Five Things We Learned: Chelsea 2-1 Man City (Premier League)
In an eventful game at Stamford Bridge, Manchester City slipped to a narrow defeat against Frank Lampard's Chelsea despite a wondergoal from Kevin de Bruyne.
Here's what we learned from the match...
A Win That Never Was
Ah, City. Things could have been so different tonight. Just moments after Kevin De Bruyne's stunning free-kick (more on that later), Ederson began a counter that should have given Guardiola's side the win - but didn't. After some great work from De Bruyne again, Raheem Sterling arrived on the penalty spot to squeeze his shot past the onrushing 'keeper... and hit the post.
Just another example of how fine the margins in football can be. If that shot had gone the right side of the post, it seems likely that we'd have gone on to win the game. The worst part is that Sterling didn't see the free man who would've had an empty net to tap into. I can't criticise him for taking the shot on, but it's a real shame that he couldn't spot the pass that may have given us a crucial three points. Instead we headed for our eighth league defeat of the season - a really poor statistic that Manuel Pellegrini would have been murdered for by fans. The worst part is that every single defeat could have been avoided if our centre-back planning had been a bit less awful.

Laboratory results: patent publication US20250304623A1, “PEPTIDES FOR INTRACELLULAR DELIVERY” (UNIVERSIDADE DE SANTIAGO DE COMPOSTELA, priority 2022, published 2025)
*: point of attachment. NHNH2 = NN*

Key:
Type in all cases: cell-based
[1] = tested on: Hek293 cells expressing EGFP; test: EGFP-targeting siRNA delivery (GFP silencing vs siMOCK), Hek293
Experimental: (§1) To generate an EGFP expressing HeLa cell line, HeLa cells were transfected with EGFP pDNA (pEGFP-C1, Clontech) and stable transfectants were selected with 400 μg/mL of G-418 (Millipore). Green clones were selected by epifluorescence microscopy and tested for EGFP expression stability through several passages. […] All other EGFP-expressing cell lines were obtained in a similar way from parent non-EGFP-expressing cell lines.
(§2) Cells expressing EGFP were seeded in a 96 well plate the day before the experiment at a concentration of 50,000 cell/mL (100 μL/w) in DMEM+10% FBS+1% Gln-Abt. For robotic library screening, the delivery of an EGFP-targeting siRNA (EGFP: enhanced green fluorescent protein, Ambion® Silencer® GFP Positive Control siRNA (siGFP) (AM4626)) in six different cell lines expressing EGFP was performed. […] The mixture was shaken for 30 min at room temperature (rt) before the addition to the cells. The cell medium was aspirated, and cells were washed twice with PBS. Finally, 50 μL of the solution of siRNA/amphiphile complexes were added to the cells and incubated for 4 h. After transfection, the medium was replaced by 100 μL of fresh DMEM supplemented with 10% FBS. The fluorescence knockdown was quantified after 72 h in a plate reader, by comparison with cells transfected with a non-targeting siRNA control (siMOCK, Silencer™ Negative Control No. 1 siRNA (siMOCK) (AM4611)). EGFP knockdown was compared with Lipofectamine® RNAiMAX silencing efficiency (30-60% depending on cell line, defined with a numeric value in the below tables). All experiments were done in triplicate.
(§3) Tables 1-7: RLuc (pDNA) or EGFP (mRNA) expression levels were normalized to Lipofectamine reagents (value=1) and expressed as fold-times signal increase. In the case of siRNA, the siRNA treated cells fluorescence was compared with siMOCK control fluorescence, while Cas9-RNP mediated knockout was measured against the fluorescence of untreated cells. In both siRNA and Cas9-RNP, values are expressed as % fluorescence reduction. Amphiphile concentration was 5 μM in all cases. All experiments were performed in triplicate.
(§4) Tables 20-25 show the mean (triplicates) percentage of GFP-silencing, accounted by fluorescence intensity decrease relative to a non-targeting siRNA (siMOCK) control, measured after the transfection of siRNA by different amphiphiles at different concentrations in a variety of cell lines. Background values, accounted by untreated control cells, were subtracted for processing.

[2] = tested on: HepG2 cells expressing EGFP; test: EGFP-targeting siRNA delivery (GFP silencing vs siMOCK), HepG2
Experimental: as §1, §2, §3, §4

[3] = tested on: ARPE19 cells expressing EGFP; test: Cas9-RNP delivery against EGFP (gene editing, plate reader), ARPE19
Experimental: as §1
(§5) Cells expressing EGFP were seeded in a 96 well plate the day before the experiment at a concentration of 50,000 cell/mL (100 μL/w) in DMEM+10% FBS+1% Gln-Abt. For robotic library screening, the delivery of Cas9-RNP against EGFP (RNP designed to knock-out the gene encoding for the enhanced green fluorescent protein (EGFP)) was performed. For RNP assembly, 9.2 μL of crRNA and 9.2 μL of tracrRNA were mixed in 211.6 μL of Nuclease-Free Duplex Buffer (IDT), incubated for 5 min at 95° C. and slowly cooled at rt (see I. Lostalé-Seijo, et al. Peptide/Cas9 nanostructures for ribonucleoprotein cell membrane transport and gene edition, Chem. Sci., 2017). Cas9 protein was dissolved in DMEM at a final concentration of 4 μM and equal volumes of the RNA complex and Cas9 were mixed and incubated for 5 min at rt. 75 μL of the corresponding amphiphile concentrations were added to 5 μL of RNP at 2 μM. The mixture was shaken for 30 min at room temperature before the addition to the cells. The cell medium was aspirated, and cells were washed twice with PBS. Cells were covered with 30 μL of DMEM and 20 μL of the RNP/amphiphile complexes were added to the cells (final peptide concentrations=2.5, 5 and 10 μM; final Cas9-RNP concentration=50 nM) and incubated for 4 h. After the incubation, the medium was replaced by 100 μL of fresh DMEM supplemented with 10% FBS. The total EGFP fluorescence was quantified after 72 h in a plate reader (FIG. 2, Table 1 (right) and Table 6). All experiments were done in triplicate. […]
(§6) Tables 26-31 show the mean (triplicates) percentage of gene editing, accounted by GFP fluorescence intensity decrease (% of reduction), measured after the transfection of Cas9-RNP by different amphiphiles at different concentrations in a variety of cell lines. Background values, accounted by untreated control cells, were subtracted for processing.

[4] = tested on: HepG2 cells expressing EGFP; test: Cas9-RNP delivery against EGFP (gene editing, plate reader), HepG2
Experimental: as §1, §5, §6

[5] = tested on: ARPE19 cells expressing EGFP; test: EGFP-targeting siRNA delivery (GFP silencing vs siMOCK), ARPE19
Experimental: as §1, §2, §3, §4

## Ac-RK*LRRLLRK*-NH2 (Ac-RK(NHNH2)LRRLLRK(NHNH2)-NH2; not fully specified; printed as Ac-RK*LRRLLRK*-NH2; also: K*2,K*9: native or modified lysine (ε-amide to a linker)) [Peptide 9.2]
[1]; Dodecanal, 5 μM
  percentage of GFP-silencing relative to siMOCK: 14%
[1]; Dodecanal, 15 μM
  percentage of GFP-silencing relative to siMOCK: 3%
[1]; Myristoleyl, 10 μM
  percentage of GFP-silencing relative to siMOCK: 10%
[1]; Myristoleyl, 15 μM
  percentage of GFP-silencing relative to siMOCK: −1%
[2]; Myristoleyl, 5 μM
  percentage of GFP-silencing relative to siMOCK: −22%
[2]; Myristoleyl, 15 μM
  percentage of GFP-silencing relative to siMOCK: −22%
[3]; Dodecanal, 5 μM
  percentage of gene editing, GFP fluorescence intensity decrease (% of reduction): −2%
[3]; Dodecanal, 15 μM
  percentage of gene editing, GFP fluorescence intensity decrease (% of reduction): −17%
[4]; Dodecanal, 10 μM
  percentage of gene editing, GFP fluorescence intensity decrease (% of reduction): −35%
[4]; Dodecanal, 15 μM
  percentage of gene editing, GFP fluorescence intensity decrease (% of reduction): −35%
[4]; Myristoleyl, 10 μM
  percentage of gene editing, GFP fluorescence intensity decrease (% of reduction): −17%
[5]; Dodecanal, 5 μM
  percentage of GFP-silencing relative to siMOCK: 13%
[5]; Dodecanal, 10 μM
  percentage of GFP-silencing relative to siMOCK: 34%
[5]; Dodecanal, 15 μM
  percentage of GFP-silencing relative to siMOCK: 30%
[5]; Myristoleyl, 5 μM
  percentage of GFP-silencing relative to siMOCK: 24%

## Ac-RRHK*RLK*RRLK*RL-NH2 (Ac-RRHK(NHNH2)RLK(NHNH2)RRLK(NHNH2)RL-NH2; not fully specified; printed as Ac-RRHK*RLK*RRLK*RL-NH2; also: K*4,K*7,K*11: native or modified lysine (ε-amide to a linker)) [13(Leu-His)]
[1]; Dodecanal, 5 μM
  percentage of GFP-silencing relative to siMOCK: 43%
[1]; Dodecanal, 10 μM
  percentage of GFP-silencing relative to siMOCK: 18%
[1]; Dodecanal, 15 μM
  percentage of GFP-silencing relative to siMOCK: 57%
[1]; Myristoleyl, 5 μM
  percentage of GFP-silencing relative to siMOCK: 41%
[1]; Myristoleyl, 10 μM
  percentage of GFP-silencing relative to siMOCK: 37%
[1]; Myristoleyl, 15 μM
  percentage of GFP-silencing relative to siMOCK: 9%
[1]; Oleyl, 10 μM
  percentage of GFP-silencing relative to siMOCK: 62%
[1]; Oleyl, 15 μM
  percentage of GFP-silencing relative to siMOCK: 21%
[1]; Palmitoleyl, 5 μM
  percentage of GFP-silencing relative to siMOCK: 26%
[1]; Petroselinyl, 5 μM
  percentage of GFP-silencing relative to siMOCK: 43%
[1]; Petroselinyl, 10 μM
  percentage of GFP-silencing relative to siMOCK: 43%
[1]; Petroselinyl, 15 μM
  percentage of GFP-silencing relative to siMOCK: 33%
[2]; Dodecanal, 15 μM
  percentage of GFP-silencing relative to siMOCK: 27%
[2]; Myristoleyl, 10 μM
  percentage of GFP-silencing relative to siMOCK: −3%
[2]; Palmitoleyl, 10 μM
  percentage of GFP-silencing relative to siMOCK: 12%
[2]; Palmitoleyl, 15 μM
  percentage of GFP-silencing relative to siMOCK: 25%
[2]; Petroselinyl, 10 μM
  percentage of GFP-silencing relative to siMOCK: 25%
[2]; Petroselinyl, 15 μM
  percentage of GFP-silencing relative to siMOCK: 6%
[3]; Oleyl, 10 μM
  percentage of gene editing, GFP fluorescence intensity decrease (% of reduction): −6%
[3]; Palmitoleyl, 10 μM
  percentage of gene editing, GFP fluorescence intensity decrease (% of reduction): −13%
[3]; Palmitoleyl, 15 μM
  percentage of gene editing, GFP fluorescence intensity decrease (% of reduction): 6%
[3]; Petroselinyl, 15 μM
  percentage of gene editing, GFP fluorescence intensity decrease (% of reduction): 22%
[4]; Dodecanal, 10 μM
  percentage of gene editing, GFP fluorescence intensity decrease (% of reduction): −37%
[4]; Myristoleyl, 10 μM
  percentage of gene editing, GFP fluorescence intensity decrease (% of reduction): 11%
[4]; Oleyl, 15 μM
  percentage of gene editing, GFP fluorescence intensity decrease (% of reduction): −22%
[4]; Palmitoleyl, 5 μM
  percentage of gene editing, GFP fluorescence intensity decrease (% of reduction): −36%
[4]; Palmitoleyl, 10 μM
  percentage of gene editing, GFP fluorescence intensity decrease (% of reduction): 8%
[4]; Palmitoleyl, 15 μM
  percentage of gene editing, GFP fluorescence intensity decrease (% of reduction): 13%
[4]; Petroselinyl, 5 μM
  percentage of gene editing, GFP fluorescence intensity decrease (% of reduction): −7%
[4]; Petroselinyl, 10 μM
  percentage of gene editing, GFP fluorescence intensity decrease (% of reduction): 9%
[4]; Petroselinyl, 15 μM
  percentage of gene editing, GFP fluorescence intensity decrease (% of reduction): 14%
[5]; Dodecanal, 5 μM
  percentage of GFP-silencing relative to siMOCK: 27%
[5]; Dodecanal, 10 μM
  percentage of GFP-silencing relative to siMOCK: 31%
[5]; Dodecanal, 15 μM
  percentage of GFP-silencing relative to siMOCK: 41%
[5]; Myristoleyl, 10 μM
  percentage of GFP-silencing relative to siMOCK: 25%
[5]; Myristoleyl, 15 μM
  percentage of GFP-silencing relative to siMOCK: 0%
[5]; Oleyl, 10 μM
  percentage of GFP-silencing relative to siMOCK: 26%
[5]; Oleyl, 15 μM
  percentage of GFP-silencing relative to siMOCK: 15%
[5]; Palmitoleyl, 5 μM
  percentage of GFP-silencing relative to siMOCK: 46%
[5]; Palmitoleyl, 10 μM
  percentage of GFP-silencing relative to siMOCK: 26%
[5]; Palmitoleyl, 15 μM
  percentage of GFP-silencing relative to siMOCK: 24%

Alternative Attackers in Agüero Absence
After Sergio Agüero's unfortunate injury against Burnley saw him ruled out for several weeks, most fans expected Gabriel Jesus to take his place for this match. But Pep sprung a similar surprise to the one he's pulled on several occasions before - Bernardo Silva started the game in a False 9 role in place of a central striker. While this trick has been fairly hit-and-miss for the Cityzens in the past, today he was supplemented by an incredibly fluid supporting cast.
Over the course of the game, almost everyone had a go in the position usually occupied by Jesus or Agüero. From Riyad Mahrez and Raheem Sterling to Kevin de Bruyne and Ilkay Gundogan, there was no way for Chelsea to predict who they'd have to defend against from one minute to the next. Tonight this approach almost worked; there was visible confusion in the Chelsea defence at times as players popped up all over the pitch, keeping Lampard's players occupied.